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10 Stretching Experiences of Being a New Pastor

My son recently got a part-time job at Dunkin’ Donuts. Attached to his name tag, for the first few weeks, he had to wear a ribbon that said, “I’m new—thank you for being patient!” I teased him when I saw it, but then it convicted me!

Every Sunday, as I step onto the platform or shake hands in the lobby, I want to wear one of those ribbons. In fact, I want to wear it for the next five years. “I’m a new pastor, thank you for being patient with me!”

Perhaps you identify. I recently made some “top ten” lists about being the “new pastor.” Heres my first—ten ways being a new pastor has been a stretching experience:

1. Leading forward while simultaneously honoring the past. Some believe these are mutually exclusive. I do not. I believe that giving fresh vision to the future is the BEST way of honoring the past. “The way we’ve always done it…” will only keep us where we’ve always been. Fresh vision requires that we all look forward together while holding fast to the faith once delivered. When I’m old, I will be thrilled to see a younger generation carrying forward the faith I’ve handed to them—even if they don’t “do it just like I did…” Never expect a new leader to shoulder the last leader’s exact agenda or ministry style.

2. Caring for the church family while reaching out to new souls. Both are vital. Both are biblical. Both are a great privilege. Both could be overwhelming! Balancing these demands has proven to be exciting and challenging at the same time.

3. Keeping eyes on the big vision while trying to meet day to day expectations. Little stuff crowds out big stuff. Up close, little stuff looks bigger. Alone with God, little stuff looks smaller. There’s certainly enough little stuff to push aside big stuff indefinitely. As a staff member big vision wasn’t my responsibility. Now it is—and little stuff keeps calling me away from it. Over time, this could be halting to ministry progress!

4. Letting people down when you’re trying hard not to. If you care about people, you care how they feel and how they respond. You want their spiritual needs to be met. You want to edify and encourage them. Finding out you missed something, forgot something, or had a blind spot just isn’t fun. One thing for sure, good churches have to be made up of good forgivers! I’m thankful God gave me a really patient church family. They knew they were getting a “pastor in training” and they’ve encouraged me along the way!

5. Being in positions where you must make decisions that won’t please everyone. To be a church of “one mind” everybody has to be willing to put their preferences, opinions, or personal desires on hold for the greater good of the big mission. This requires real surrender. Personal selflessness. And as a pastor, sometimes I’m forced into a decision that offers two good options and people on each side who want “their way.” Thank the Lord for gracious people who are willing to follow leadership!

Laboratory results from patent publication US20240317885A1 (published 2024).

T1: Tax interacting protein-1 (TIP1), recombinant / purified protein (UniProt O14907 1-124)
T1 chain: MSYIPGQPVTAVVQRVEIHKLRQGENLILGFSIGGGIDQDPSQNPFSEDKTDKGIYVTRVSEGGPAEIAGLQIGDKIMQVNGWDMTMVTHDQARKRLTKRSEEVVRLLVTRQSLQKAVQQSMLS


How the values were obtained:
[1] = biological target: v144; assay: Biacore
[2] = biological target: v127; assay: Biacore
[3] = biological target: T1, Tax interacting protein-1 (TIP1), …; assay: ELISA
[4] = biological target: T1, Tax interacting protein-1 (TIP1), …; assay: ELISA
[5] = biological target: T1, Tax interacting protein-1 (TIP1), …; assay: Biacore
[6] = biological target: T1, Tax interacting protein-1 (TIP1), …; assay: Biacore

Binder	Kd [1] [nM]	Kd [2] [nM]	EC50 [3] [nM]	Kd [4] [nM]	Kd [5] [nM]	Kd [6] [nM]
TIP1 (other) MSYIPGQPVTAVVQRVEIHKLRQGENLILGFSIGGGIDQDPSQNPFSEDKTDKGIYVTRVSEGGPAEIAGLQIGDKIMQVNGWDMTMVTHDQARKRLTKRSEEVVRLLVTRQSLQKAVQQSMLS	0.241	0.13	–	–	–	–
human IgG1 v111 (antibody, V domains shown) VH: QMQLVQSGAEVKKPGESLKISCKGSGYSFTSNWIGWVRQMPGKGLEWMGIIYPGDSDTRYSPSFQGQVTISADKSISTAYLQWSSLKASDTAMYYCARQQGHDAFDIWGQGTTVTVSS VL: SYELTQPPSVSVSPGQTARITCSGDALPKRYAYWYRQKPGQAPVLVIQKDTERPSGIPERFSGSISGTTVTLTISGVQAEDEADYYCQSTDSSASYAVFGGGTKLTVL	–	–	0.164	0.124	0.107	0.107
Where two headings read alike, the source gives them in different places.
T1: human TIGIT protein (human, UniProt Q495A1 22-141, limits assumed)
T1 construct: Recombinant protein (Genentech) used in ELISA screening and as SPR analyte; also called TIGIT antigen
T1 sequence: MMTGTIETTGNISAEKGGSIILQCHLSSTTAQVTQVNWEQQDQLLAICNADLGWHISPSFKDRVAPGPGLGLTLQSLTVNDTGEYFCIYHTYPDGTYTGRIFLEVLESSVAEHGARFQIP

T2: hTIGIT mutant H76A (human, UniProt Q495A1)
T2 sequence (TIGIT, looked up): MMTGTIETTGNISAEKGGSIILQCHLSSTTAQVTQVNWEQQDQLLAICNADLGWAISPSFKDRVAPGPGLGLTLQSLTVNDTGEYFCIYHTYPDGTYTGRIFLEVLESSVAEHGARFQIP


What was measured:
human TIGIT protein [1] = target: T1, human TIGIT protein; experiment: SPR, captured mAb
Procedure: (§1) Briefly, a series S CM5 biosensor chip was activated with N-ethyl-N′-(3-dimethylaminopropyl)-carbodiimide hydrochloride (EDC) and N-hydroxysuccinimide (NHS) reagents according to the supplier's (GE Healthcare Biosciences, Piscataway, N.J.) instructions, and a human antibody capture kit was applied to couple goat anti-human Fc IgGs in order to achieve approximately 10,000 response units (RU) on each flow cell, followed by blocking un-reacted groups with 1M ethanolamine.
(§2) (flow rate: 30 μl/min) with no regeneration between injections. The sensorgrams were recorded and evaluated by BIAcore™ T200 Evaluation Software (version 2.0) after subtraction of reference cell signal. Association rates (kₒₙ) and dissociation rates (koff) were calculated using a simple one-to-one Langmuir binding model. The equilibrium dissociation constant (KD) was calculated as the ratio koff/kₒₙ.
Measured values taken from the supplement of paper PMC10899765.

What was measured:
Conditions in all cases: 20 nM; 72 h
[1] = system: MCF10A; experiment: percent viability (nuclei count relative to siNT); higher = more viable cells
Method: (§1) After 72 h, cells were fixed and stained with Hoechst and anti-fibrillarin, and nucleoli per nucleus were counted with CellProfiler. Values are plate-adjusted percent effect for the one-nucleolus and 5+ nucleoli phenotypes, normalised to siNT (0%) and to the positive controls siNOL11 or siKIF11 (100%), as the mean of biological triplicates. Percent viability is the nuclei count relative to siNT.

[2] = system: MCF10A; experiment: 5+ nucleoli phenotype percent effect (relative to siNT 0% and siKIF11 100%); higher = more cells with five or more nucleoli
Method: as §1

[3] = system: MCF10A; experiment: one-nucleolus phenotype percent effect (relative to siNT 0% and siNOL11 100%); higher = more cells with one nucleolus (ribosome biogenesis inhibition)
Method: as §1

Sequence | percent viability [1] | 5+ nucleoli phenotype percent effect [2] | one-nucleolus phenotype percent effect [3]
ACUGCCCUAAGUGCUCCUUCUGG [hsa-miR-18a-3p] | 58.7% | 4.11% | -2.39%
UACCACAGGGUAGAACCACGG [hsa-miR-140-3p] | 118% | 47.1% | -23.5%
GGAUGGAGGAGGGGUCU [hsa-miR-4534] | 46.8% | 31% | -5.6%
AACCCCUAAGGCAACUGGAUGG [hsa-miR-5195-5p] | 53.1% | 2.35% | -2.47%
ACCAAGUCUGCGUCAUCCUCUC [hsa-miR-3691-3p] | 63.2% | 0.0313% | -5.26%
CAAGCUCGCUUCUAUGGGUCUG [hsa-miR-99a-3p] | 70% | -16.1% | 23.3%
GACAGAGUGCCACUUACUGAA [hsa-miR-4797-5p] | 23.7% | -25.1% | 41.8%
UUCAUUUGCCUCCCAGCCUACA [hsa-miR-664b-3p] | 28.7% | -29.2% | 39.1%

6. Being in positions where God has to come through, or you’re toast. It’s called faith, but sometimes it sure feels like risk! I’ve never felt so vulnerable in my life as the last eight months. But that’s a good thing. God has not failed. God will not fail. Learning to rest in the face of risk—that’s the art of FAITH! Biblically, God gives seasons of predictability, rest, and assurance—but He did His most miraculous work when He called people out on a limb.

7. Sermon preparation over ministry administration. Preach the gospel. Feed the flock. Set in order the things that are wanting. Healthy churches are well-fed churches. But when well-fed churches grow, they require administration. After twenty-two years of administration, my mind gravitates to projects and task lists. But my pastoral heart senses God’s call into His presence and preparation. One thing is more needful!

8. Seeing there’s far more that you cannot do, than what you actually can do. As a staff member, my job description was limited. As a pastor, my job description is wide open. Every day there’s a river of things flowing my direction that need to be done. Reaching into that river and finding the highest value, highest priority, “will-of-God” stuff is a challenge. And every day ends with the feeling that “not enough” was done (as the river continues to rush…) It all brings a fresh awareness of my finite limitations, and how that any good thing that happens in ministry is “in spite of me, not because of me!”

9. Experiencing spiritual, soul-level warfare at a new level of intensity. This one is hard to describe without  sounding like a nut case. Suffice to say, I believe Satan works over-time on the mind of a pastor. Pray for yours, and encourage him. Every word of blessing is like an oasis in the desert. Lots of people disrespect him. Plenty of people talk down to him, stab him in the back, or otherwise abrasively confront him. I guess it comes with the title. Makes me wish I had been a better encourager of my pastor.